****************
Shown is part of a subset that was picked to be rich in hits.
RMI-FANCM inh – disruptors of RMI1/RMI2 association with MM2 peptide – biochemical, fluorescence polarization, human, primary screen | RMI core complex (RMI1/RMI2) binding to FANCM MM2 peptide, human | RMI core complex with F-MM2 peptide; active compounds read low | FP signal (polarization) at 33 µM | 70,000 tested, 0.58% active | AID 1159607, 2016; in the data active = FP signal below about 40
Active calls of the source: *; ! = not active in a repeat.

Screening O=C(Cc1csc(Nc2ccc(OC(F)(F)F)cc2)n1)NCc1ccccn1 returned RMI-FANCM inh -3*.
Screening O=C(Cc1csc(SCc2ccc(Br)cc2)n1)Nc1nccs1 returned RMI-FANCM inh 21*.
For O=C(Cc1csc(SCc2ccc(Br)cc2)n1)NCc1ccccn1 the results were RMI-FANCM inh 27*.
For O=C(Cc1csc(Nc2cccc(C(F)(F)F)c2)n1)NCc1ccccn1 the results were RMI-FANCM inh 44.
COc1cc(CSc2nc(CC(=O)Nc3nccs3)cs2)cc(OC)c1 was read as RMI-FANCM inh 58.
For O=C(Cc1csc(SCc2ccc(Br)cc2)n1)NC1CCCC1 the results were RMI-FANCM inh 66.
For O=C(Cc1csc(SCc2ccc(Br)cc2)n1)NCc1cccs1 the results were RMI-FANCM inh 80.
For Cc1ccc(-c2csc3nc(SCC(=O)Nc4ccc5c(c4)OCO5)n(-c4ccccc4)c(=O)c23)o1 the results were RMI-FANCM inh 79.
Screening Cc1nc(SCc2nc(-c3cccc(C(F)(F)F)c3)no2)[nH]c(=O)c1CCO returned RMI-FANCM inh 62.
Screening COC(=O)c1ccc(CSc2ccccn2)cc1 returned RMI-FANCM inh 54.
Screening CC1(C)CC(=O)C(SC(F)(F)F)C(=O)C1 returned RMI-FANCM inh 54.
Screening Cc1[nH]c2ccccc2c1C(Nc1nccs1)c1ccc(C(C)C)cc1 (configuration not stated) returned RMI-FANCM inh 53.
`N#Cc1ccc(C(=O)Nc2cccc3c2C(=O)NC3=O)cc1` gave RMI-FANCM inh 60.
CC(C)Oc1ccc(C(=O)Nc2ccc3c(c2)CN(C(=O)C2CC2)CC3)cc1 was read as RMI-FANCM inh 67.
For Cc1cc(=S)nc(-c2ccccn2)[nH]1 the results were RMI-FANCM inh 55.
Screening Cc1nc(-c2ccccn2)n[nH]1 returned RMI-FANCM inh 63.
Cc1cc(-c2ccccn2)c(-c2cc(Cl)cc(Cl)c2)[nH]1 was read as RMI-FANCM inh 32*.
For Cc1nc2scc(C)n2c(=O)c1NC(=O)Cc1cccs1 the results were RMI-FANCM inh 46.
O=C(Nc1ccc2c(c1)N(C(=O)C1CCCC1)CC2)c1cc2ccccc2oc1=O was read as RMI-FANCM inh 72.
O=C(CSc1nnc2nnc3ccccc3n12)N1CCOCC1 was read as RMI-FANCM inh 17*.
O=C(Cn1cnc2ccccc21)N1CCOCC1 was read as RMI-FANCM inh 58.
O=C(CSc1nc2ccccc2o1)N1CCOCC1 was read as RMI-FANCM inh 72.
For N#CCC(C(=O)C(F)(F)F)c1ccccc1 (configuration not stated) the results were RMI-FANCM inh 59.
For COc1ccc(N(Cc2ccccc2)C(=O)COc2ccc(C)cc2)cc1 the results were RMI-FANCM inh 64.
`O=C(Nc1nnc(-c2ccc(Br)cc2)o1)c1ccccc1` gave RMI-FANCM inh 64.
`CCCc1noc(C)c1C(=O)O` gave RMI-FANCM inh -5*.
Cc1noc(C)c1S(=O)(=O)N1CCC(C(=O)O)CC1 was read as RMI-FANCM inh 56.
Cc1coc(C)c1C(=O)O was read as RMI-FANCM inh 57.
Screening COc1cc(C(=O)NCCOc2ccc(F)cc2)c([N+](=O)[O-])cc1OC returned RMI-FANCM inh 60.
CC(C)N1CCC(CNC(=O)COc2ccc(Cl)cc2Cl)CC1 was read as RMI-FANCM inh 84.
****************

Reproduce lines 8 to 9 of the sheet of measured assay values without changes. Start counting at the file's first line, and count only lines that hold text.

COc1cc(CSc2nc(CC(=O)Nc3nccs3)cs2)cc(OC)c1 was read as RMI-FANCM inh 58.
For O=C(Cc1csc(SCc2ccc(Br)cc2)n1)NC1CCCC1 the results were RMI-FANCM inh 66.